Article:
Zynerba Pharmaceuticals (NASDAQ:ZYNE) was up 6% after data from a Phase 2 BRIGHT study showed CBD to have significant potential for patients with Autism Spectrum Disorder. The study looked at some of the classic behaviors associated with autism spectrum disorder (ASD), and whether or not CBD affected them. The open label data will be presented at the virtual Joint 16th International Child Neurology Congress (ICNC) & 49th Annual Child Neurology Society (CNS) Meeting.
In the study, researchers used the transdermal gel Zygel for all participants, then analyzed their behavior. All of the subjects are children and adolescents with moderate to severe Autism Spectrum Disorder or ASD. The data reveals that the transdermal patch created a significant improvement in behaviors, based on the Autism Impact Measure or AIM. AIM is a traditionally-used questionnaire for caregivers that assesses behaviors associated with autism. According to a resource originally published in the Journal of Autism and Developmental Disorders, the AIM questionnaire consists of 41 items on a 5-point Likert-type scale, looking at both frequency and impact. The questionnaire examines things like peer interaction, atypical behavior, communication, social reciprocity, and communication. AIM can be used to establish a baseline for people with autism, and allow researchers to better indicate if any improvements have been made and to what degree.
The study’s participants ranged from three to 18 years old, and enrolled all patients had Clinical Global Impression (CGI)-Severity score of ≥4 (moderate or greater) and Aberrant Behavior Checklist-Community (ABC-C) Irritability score ≥18. The study consisted of a 14-week treatment period and a six month extension period, totaling 38 weeks of observation at some level. Researchers looked at caregiver/parental stress, the AIM questionnaire, as well as caregiver reported behavioral problems. The authors of the study concluded that Zygel was beneficial in all of the ASD measures analyzed. The press release stated that there were “clinically meaningful improvements” at 14 weeks out from baseline, with 57% of participants assessed as “very much improved” or “much improved.” Also, the application was very well tolerated by the study’s participants. This is important because people with autism commonly have allergies and/or sensitive bodies, introducing new products may be helpful or harmful depending on what they are.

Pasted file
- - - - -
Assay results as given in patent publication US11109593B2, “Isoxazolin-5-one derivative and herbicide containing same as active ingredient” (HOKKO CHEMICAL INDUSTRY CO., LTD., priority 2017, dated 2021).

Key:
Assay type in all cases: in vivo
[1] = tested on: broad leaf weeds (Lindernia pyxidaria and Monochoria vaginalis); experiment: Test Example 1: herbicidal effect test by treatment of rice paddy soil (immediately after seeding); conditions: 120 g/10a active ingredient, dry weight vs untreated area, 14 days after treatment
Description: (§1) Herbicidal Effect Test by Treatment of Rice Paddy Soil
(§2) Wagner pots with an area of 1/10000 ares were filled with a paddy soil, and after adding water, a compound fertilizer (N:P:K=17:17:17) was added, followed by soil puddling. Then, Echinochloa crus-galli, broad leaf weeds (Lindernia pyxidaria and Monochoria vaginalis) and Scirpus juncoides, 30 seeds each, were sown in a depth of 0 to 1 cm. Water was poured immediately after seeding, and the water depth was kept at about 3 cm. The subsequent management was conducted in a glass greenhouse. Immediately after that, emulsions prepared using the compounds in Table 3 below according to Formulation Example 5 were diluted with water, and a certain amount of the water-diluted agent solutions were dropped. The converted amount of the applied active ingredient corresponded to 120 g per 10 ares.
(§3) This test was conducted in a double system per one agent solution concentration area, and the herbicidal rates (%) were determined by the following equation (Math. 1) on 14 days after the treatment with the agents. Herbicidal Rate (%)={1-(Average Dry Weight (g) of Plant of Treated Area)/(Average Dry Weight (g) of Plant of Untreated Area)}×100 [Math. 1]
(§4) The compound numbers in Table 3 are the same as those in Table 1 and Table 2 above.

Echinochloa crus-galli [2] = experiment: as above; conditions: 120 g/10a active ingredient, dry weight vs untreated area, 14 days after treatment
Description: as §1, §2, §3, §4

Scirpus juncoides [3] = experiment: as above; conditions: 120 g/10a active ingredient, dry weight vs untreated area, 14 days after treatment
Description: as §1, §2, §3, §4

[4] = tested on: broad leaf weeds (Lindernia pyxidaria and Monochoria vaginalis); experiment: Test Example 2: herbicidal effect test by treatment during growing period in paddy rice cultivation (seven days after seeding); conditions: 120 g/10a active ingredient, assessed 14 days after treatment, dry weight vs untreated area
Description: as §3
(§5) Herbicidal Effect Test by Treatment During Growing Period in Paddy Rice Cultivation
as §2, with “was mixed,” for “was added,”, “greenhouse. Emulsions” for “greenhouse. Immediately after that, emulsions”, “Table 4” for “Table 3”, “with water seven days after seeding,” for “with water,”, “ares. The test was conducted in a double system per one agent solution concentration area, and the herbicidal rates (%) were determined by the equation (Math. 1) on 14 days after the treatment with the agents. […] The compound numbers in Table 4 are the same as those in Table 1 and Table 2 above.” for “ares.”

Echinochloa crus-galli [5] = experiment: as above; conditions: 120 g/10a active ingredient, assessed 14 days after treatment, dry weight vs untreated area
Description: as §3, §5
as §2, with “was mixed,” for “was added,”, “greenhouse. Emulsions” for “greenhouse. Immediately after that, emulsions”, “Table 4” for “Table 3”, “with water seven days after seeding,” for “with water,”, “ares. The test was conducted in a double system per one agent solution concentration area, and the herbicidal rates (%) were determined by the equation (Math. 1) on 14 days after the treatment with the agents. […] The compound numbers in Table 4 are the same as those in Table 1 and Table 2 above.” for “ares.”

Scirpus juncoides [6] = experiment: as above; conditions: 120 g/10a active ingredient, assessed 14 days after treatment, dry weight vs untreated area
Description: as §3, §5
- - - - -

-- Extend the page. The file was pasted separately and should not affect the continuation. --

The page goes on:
The majority of participants showed improvement across all three areas of behavioral traits: behavioral, social, and emotional. In the behavioral category, caregivers cited patterns like aggression, refusing to go to school, self-harm, and repetitive phrases as areas of concern. The study reported 69% of subjects considered these behaviors be “improved” after the 14 week treatment period. The social arena showed an improvement for 63% of patients, and 72% of participants claimed an emotional improvement. These assess areas like lack of personal space, fear of new people, minimal social engagement, easily offended, little self-regulation of emotions, and anxiety.
“The Phase 2 BRIGHT trial provides the first clinical evidence of the potential for Zygel to improve behavioral symptomology in a group of highly symptomatic pediatric and adolescent patients with ASD,” said Helen Heussler, FRACP, Associate Professor at Children’s Health Queensland, Medical Director Child Development and principal investigator in the BRIGHT trial. “In these children receiving Zygel, the observed changes from baseline are promising. In particular, the improvements seen in core symptoms of autism, as specifically assessed by the Autism Impact Measure, are of special interest. Though open label, these results are compelling and we look forward to continuing the evaluation of Zygel in ASD in future placebo-controlled clinical trials.”
Zynerba is a global pharmaceutical technology company that produces transdermal cannabinoid therapies for rare or near-rare neuropsychiatric disorders, including Fragile X Syndrome, autism spectrum disorder, different eplieptic conditions, and 22q11.2 syndrome.
Written by Kaitlin Domangue.
View the original article at here.
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